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Vibrios are natural inhabitants of aquatic environments and form symbiotic or pathogenic relationships with eukaryotic hosts. Recent studies reveal that the ability of vibrios to form biofilms (i.e. matrix-enclosed, surface-associated communities) depends upon specific structural genes (flagella, pili and exopolysaccharide biosynthesis) and regulatory(More)
In their natural environment, microbes organize into communities held together by an extracellular matrix composed of polysaccharides and proteins. We developed an in vivo labeling strategy to allow the extracellular matrix of developing biofilms to be visualized with conventional and superresolution light microscopy. Vibrio cholerae biofilms displayed(More)
Reversible phase variation between the rugose and smooth colony variants is predicted to be important for the survival of Vibrio cholerae in natural aquatic habitats. Microarray expression profiling studies of the rugose and smooth variants of the same strain led to the identification of 124 differentially regulated genes. Further expression profiling(More)
Phase variation between smooth and rugose colony variants of Vibrio cholerae is predicted to be important for the pathogen's survival in its natural aquatic ecosystems. The rugose variant forms corrugated colonies, exhibits increased levels of resistance to osmotic, acid, and oxidative stresses, and has an enhanced capacity to form biofilms. Many of these(More)
Biofilm formation enhances the survival and persistence of the facultative human pathogen Vibrio cholerae in natural ecosystems and its transmission during seasonal cholera outbreaks. A major component of the V. cholerae biofilm matrix is the Vibrio polysaccharide (VPS), which is essential for development of three-dimensional biofilm structures. The vps(More)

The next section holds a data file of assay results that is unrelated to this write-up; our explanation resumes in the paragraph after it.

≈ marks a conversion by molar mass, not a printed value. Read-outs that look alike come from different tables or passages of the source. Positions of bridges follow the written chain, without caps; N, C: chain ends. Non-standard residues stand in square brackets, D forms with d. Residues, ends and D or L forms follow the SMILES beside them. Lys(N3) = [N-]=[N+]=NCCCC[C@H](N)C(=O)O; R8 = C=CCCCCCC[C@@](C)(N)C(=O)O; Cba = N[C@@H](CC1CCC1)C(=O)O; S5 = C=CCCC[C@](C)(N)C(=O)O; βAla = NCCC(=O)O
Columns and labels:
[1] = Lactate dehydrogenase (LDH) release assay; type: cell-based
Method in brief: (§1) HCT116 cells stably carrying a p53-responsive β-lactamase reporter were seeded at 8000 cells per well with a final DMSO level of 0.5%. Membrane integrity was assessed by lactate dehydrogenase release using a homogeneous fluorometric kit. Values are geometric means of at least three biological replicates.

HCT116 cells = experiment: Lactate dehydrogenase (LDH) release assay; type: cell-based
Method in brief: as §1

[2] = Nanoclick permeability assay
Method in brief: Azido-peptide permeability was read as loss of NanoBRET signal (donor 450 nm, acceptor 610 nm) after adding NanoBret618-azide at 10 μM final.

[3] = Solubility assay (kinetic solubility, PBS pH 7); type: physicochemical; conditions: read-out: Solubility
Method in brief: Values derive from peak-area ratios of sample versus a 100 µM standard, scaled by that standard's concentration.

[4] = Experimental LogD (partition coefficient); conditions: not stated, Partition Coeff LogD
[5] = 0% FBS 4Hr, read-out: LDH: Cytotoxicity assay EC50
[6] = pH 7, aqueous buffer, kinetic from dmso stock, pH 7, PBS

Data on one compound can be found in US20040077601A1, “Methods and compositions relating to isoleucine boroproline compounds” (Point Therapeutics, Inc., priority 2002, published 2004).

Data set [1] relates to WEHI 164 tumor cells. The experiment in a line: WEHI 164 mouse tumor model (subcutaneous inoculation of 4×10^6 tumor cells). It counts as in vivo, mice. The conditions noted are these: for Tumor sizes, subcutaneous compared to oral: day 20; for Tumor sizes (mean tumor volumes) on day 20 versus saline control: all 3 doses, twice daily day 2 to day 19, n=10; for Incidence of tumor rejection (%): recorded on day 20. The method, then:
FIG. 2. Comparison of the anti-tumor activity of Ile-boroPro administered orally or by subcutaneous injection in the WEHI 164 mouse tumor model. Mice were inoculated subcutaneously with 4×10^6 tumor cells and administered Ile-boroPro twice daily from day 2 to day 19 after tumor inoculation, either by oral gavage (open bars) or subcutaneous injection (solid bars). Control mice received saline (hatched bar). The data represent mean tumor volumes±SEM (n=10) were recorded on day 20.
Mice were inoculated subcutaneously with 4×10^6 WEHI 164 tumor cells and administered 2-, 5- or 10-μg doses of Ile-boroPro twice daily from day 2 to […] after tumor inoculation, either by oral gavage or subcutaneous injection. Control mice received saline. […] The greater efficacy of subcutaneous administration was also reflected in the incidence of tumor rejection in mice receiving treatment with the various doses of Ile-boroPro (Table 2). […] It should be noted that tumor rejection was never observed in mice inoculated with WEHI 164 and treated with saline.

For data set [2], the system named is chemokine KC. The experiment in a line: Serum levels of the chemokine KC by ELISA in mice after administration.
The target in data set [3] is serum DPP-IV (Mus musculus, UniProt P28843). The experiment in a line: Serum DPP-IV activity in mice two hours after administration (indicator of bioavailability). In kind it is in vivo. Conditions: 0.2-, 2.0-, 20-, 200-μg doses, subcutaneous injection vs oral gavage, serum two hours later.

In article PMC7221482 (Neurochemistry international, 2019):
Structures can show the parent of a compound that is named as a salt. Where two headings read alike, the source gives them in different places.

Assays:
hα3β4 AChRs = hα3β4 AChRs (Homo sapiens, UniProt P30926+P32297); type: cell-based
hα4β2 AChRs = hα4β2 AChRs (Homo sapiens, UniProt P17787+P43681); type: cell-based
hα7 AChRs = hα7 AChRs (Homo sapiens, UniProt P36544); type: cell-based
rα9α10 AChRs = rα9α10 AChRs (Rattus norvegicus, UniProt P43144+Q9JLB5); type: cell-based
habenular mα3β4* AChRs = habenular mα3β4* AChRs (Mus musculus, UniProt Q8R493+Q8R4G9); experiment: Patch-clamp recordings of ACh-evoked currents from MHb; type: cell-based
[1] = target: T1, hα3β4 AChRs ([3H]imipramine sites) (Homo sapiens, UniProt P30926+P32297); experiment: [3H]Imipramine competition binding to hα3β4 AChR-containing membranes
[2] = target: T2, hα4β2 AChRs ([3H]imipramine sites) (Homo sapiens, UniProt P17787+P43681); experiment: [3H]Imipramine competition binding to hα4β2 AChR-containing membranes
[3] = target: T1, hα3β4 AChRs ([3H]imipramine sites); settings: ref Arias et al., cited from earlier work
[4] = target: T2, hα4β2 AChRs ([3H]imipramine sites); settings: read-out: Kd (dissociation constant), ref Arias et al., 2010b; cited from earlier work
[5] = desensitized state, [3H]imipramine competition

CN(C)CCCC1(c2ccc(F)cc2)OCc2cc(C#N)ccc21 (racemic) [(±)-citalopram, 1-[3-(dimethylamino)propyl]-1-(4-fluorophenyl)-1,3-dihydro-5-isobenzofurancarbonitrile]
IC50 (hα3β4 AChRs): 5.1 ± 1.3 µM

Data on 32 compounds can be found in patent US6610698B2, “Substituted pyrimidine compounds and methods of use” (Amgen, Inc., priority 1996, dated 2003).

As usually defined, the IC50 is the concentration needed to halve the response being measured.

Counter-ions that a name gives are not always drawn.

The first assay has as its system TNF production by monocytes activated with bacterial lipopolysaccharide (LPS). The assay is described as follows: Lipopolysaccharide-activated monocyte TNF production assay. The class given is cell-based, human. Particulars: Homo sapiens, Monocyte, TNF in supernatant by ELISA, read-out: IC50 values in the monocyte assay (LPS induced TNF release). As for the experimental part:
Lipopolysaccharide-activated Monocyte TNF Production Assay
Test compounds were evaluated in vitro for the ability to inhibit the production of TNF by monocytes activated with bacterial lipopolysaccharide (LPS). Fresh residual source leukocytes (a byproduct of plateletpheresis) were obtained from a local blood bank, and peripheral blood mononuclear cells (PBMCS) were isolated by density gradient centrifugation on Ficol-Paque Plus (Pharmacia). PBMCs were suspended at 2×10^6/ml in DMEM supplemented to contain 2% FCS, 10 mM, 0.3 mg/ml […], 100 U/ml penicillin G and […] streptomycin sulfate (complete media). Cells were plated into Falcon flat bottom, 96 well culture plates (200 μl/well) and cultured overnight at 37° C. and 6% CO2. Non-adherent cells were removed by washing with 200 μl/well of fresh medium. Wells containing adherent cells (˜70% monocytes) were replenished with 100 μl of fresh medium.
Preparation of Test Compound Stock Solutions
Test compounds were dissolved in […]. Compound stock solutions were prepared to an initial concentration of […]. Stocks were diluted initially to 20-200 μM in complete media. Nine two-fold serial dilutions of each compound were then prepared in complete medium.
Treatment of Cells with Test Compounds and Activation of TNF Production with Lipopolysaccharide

Microorganisms can switch from a planktonic, free-swimming life-style to a sessile, colonial state, called a biofilm, which confers resistance to environmental stress. Conversion between the motile and biofilm life-styles has been attributed to increased levels of the prokaryotic second messenger cyclic di-guanosine monophosphate (c-di-GMP), yet the(More)
Vibrio cholerae, the causative agent of cholera, is a facultative human pathogen with intestinal and aquatic life cycles. The capacity of V. cholerae to recognize and respond to fluctuating parameters in its environment is critical to its survival. In many microorganisms, the second messenger, 3',5'-cyclic diguanylic acid (c-di-GMP), is believed to be(More)
In the absence of sulfur, Chlamydomonas reinhardtii, a unicellular green alga, lncreases its rate of sulfate import and synthesizes several periplasmic proteins, including an arylsulfatase (Ars). These changes appear to help cells acclimate to a sulfur-deficient envlronment. The elevated rate of sulfate import results from an increase in the capacity and(More)
Vibrio cholerae O1 has figured prominently in the history of infectious diseases as a cause of periodic global epidemics, an affliction of refugees in areas of social strife and as the disease first subjected to modern epidemiological analysis during the classic investigations of John Snow in mid-19th century London [1]. Thus, publication of the entire(More)